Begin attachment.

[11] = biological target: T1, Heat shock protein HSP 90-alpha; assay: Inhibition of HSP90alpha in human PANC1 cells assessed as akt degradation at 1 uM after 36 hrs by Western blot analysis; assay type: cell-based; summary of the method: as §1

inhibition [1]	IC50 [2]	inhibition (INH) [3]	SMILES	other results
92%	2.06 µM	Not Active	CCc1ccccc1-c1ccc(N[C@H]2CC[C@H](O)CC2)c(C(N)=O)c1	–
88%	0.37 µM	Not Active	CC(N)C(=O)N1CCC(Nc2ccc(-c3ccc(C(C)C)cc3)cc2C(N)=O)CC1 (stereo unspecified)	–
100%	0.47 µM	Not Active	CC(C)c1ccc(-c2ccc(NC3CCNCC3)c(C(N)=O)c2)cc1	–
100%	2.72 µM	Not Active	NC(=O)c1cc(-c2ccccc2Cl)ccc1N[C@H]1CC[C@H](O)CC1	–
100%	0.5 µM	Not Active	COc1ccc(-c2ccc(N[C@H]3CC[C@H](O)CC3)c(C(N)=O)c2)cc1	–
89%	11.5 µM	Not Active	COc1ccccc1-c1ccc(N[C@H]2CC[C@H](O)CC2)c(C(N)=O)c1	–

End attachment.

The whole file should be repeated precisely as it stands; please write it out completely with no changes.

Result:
[11] = biological target: T1, Heat shock protein HSP 90-alpha; assay: Inhibition of HSP90alpha in human PANC1 cells assessed as akt degradation at 1 uM after 36 hrs by Western blot analysis; assay type: cell-based; summary of the method: as §1

inhibition [1]	IC50 [2]	inhibition (INH) [3]	SMILES	other results
92%	2.06 µM	Not Active	CCc1ccccc1-c1ccc(N[C@H]2CC[C@H](O)CC2)c(C(N)=O)c1	–
88%	0.37 µM	Not Active	CC(N)C(=O)N1CCC(Nc2ccc(-c3ccc(C(C)C)cc3)cc2C(N)=O)CC1 (stereo unspecified)	–
100%	0.47 µM	Not Active	CC(C)c1ccc(-c2ccc(NC3CCNCC3)c(C(N)=O)c2)cc1	–
100%	2.72 µM	Not Active	NC(=O)c1cc(-c2ccccc2Cl)ccc1N[C@H]1CC[C@H](O)CC1	–
100%	0.5 µM	Not Active	COc1ccc(-c2ccc(N[C@H]3CC[C@H](O)CC3)c(C(N)=O)c2)cc1	–
89%	11.5 µM	Not Active	COc1ccccc1-c1ccc(N[C@H]2CC[C@H](O)CC2)c(C(N)=O)c1	–